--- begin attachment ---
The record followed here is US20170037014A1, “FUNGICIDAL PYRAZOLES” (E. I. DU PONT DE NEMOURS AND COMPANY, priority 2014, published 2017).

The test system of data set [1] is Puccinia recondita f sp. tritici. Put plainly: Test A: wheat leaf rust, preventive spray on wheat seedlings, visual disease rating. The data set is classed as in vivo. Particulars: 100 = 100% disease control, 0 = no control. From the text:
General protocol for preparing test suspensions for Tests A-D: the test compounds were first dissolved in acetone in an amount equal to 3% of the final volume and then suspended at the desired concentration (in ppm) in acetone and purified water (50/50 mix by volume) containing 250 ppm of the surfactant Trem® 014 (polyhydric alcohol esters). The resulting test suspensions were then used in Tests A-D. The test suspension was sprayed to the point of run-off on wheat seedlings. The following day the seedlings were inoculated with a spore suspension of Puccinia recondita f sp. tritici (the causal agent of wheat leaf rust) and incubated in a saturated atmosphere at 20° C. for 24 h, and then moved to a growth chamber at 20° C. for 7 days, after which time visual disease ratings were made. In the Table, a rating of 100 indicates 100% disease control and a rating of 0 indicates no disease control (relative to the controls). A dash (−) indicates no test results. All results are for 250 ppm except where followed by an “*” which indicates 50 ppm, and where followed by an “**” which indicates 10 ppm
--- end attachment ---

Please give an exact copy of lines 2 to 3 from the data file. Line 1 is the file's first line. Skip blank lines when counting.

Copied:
The test system of data set [1] is Puccinia recondita f sp. tritici. Put plainly: Test A: wheat leaf rust, preventive spray on wheat seedlings, visual disease rating. The data set is classed as in vivo. Particulars: 100 = 100% disease control, 0 = no control. From the text:
General protocol for preparing test suspensions for Tests A-D: the test compounds were first dissolved in acetone in an amount equal to 3% of the final volume and then suspended at the desired concentration (in ppm) in acetone and purified water (50/50 mix by volume) containing 250 ppm of the surfactant Trem® 014 (polyhydric alcohol esters). The resulting test suspensions were then used in Tests A-D. The test suspension was sprayed to the point of run-off on wheat seedlings. The following day the seedlings were inoculated with a spore suspension of Puccinia recondita f sp. tritici (the causal agent of wheat leaf rust) and incubated in a saturated atmosphere at 20° C. for 24 h, and then moved to a growth chamber at 20° C. for 7 days, after which time visual disease ratings were made. In the Table, a rating of 100 indicates 100% disease control and a rating of 0 indicates no disease control (relative to the controls). A dash (−) indicates no test results. All results are for 250 ppm except where followed by an “*” which indicates 50 ppm, and where followed by an “**” which indicates 10 ppm